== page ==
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Debate Continues Over Proposed Grand Canyon Watershed National Monument

Shane McDermott/Arizona Highways

The most recent group to enter the debate surrounding the Grand Canyon Watershed National Monument is the Arizona Game and Fish Department. The proposal is designed to protect nearly 2 million acres of old-growth forest and other land near the national park. As Arizona Public Radio’s Ryan Heinsius reports, the agency says the plan would involve too much federal regulation.

Game and Fish says the monument would diminish their ability to manage wildlife, and would limit hunting and recreation. They also say it would delay projects, boost costs and expose the agency to increased legal challenges.

“From the department’s perspective we believe there’s sufficient regulatory structure to deliver good conservation for game and non-game species alike. There is not a demonstrated need to add another layer of regulatory burden, which would come with a monument,” says Craig McMullen, the Flagstaff regional supervisor for Game and Fish.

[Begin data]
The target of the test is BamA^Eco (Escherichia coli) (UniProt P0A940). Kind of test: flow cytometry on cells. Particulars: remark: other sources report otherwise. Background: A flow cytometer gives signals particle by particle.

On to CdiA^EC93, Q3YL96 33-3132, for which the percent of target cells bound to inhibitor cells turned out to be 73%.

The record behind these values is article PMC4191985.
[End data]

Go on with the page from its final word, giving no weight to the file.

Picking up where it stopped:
But supporters of the monument say management and access to the area will generally remain as it is now. The goal of such a designation would be to protect old-growth forests surrounding the Grand Canyon.

“The North Kaibab has the largest remnant old-growth ponderosa — Southwestern old-growth ponderosa — left on the planet. Old-growth forests tend to be the most resilient to impacts, but particularly in the context of climate change,” says Kim Crumbo, the conservation director for the Grand Canyon Wildlands Council.

He says about 40 percent of old-growth trees in the area are now gone.

President Obama can create national monuments as part of the Antiquities Act. Though he hasn’t addressed the possibility of a Grand Canyon Watershed National Monument publically, the president has declared 16 such monuments around the country during his time in office.

Ryan Heinsius was named interim news director and managing editor in January 2024. He joined KNAU's newsroom as an executive producer in 2013. He covers a broad range of stories from local, state and tribal politics to education, economy, energy and public lands issues, and frequently interviews internationally known and regional musicians. Ryan is an Edward R. Murrow Award winner and a Public Media Journalists Association Award winner, and a frequent contributor to NPR's Morning Edition, All Things Considered and national newscast.
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